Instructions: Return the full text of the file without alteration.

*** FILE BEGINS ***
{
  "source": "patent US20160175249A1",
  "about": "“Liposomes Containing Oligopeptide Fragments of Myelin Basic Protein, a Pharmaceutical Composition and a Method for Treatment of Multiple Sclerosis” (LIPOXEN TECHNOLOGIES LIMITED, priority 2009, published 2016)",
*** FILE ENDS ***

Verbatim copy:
{
  "source": "patent US20160175249A1",
  "about": "“Liposomes Containing Oligopeptide Fragments of Myelin Basic Protein, a Pharmaceutical Composition and a Method for Treatment of Multiple Sclerosis” (LIPOXEN TECHNOLOGIES LIMITED, priority 2009, published 2016)",